Washington Politicians' New Credit Card Idea Is a Waste of Time

Banks must provide credit cards with reduced interest rates and fees. Banks would have to provide a "low-cost" alternative with 15% interest and no yearly charge.

This is unwise for several reasons. First, it would disrupt the market and give the government too much power over credit cards.

Second, consumer prices may rise. Banks will likely raise pricing on other goods and services to compensate for increased interest rates and fees.

Third, it would hurt low-interest credit card holders. Even if they like their card, these users would have to switch to the "low-cost" alternative.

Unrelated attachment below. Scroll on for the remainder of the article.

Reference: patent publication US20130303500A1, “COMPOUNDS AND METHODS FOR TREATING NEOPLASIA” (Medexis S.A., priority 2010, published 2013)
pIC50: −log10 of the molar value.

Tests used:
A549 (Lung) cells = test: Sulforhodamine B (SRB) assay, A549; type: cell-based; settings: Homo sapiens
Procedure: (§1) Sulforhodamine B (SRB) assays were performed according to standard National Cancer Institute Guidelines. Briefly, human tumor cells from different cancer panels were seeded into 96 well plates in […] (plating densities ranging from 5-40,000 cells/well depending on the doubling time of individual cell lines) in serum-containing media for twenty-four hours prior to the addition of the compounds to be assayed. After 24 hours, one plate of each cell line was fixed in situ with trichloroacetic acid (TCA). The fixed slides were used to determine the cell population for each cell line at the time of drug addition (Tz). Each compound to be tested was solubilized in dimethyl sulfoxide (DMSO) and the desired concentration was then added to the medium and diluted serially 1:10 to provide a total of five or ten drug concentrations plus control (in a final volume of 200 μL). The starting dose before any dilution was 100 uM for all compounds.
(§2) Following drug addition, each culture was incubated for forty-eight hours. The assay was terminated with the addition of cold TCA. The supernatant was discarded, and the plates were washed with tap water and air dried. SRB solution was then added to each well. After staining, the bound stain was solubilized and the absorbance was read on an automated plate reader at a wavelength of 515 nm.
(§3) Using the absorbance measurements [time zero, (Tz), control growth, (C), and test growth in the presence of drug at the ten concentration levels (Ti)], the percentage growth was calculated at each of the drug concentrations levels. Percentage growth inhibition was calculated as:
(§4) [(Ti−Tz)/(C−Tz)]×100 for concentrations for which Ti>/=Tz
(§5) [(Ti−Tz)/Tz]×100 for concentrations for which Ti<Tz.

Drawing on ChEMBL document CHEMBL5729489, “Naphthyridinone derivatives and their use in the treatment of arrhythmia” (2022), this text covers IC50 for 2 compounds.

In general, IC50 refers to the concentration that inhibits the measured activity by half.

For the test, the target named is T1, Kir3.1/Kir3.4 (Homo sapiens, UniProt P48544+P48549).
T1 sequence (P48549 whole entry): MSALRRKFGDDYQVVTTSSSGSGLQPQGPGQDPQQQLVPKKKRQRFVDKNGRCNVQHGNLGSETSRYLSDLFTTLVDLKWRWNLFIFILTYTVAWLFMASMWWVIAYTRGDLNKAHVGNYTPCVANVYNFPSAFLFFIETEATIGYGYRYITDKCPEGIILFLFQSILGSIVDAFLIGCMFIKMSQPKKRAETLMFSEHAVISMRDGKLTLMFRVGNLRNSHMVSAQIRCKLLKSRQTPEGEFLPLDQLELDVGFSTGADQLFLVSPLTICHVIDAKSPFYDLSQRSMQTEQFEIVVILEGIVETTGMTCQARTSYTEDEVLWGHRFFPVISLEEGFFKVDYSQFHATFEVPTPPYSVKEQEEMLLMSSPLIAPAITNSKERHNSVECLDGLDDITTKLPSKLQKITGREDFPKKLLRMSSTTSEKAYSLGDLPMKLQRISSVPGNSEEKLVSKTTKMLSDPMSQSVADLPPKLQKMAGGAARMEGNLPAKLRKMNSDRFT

Fourth, enforcement is tough. Banks might exploit several loopholes in defining a "low-cost" credit card.

Fifth, it wastes public money. Implementing and enforcing this new regulation would cost the government a lot.

Washington lawmakers' credit card proposal is awful. It would hurt the free market, increase costs, hurt people with low-interest credit cards, be hard to police, and waste public money.

Instead of this new legislation, the government should educate customers about credit cards and help them manage their finances. This would better assist customers.

The government should also target predatory lending. This would safeguard customers from predatory lenders.


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